Paper Money

Central Bank of Libya in Tripoli issues new polymer substrate 5-dinar note

The Central Bank of Libya in Tripoli issued a new 5-dinar note Feb. 15 at a hotel in Tripoli, reports “Libya Herald,” an independent online daily.

Images from the Libya Herald.

The Central Bank of Libya in Tripoli launched a new 5-dinar note on Feb. 15 at a hotel in Tripoli, reports Libya Herald, an independent online daily. The bank itself has released no further information.

The launch was timed to coincide with the tenth anniversary of the Feb. 17, 2011, Revolution, the armed uprising that resulted in the gruesome death of former Col. Muammar Qaddafi and the termination of his dictatorial regime.

The new bank note is the second Libyan note to be switched from linen paper to polymer. It is part of a gradual transformation that began two years ago when the 1-dinar note was introduced. The 10-, 20-, and 50-dinar notes will follow, but no time frame is given.

The new note was printed by De La Rue on its Safeguard substrate.

It is similar in design to the issue of February 2013, on the second anniversary of Qaddafi’s overthrow. The face shows a view of Tripoli’s most popular monument, the five-story Ottoman clock tower in the medina of the city’s old town, while the back depicts the Doric style Temple of Zeus in the ancient city of Cyrene.

Noticeable differences in the sophistication of the security devices on both sides of the note are apparent. More colors were added, and it is more recognizable to the touch than its predecessor, an improvement for the blind.

De La Rue says that it is the first bank note in the world to be issued with Safeguard Argentum as part of the polymer substrate. The firm describes Argentum as a highly reflective silver ink that is integrated into the polymer window of the bank note as five mirror-like shapes, representing the denominational value around the edge of the window. The center of the window depicts the resistance leader Omar Mukhtar.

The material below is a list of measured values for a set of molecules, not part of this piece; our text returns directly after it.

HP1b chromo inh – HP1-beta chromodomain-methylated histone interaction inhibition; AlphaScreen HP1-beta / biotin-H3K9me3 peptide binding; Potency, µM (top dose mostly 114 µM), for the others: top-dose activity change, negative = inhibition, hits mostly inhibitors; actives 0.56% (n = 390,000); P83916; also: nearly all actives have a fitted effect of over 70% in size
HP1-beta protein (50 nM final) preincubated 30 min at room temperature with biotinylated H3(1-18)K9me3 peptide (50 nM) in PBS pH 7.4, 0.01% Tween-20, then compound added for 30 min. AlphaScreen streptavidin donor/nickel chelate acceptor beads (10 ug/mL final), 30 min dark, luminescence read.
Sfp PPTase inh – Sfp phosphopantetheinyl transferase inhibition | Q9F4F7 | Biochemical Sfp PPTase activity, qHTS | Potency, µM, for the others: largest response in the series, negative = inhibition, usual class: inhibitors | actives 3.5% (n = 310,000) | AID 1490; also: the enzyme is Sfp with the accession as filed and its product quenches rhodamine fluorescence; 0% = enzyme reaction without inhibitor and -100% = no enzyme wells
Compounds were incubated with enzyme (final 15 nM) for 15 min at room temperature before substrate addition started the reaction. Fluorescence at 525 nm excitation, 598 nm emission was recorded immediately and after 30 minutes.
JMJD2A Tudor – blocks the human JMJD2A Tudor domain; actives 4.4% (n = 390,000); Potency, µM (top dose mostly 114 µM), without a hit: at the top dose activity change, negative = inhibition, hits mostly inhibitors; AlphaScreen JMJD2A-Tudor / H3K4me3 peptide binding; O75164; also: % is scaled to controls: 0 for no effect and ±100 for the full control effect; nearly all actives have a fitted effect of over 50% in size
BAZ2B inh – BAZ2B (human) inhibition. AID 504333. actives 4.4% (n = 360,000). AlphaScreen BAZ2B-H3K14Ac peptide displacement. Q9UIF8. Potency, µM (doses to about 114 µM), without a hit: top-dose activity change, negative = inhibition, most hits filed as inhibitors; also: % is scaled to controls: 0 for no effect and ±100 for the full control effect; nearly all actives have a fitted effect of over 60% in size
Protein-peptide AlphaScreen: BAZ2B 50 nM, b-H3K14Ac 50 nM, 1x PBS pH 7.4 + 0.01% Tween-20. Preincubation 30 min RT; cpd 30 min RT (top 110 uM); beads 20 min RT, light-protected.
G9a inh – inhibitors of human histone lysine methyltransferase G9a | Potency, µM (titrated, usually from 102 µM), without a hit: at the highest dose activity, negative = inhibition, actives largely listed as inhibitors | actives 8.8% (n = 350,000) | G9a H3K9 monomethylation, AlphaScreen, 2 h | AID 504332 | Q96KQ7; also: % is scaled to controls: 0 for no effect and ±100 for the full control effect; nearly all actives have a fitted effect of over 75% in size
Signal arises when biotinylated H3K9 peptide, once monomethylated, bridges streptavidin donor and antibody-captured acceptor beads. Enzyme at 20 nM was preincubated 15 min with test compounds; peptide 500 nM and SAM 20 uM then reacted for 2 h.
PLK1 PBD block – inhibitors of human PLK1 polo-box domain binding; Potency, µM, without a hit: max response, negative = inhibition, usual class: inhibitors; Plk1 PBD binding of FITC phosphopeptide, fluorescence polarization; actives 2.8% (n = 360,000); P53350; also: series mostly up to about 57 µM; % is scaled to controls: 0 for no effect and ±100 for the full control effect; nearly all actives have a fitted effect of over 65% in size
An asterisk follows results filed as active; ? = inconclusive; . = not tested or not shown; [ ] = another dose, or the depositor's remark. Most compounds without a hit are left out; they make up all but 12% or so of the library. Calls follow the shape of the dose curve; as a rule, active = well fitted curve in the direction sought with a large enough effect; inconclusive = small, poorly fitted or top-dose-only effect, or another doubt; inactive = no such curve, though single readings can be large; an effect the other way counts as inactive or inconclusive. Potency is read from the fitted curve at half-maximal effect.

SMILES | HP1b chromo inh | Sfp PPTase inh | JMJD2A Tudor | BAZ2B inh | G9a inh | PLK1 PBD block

Libya’s entwined political and financial situation remains chaotic. A civil war from 2014 to 2020 split the country into eastern and western halves, with the U.N.-recognized western half seated in Tripoli, and an eastern branch based in Benghazi, the home of commander Khalifa Haftar’s Libyan National Army. Hafter, says the Council on Foreign Relations, is a former general who helped Qaddafi seize power in 1969, but the, after breaking with Qaddafi, allegedly helped the CIA in the 1990s. He is now supported by Russia.

A byproduct of the situation is that the country also has two central banks, the one in Tripoli and one controlled by Haftar that has printed its own notes, naturally, in Russia. Since the Tripoli bank is the only one recognized internationally, the Haftar currency trades at a discount.

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